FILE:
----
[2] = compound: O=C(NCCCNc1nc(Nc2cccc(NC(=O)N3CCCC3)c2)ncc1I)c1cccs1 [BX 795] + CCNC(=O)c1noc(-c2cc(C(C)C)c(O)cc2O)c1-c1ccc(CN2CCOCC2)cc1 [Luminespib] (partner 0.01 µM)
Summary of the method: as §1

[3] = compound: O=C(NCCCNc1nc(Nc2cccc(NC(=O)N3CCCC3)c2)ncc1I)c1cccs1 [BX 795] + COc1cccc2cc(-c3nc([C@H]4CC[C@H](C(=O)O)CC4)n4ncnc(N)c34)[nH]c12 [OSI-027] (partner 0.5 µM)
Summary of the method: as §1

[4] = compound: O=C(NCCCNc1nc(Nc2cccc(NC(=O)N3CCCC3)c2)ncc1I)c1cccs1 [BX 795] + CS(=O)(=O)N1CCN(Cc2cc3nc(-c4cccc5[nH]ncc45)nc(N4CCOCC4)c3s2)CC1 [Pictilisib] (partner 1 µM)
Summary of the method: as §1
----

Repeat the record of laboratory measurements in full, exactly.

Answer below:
[2] = compound: O=C(NCCCNc1nc(Nc2cccc(NC(=O)N3CCCC3)c2)ncc1I)c1cccs1 [BX 795] + CCNC(=O)c1noc(-c2cc(C(C)C)c(O)cc2O)c1-c1ccc(CN2CCOCC2)cc1 [Luminespib] (partner 0.01 µM)
Summary of the method: as §1

[3] = compound: O=C(NCCCNc1nc(Nc2cccc(NC(=O)N3CCCC3)c2)ncc1I)c1cccs1 [BX 795] + COc1cccc2cc(-c3nc([C@H]4CC[C@H](C(=O)O)CC4)n4ncnc(N)c34)[nH]c12 [OSI-027] (partner 0.5 µM)
Summary of the method: as §1

[4] = compound: O=C(NCCCNc1nc(Nc2cccc(NC(=O)N3CCCC3)c2)ncc1I)c1cccs1 [BX 795] + CS(=O)(=O)N1CCN(Cc2cc3nc(-c4cccc5[nH]ncc45)nc(N4CCOCC4)c3s2)CC1 [Pictilisib] (partner 1 µM)
Summary of the method: as §1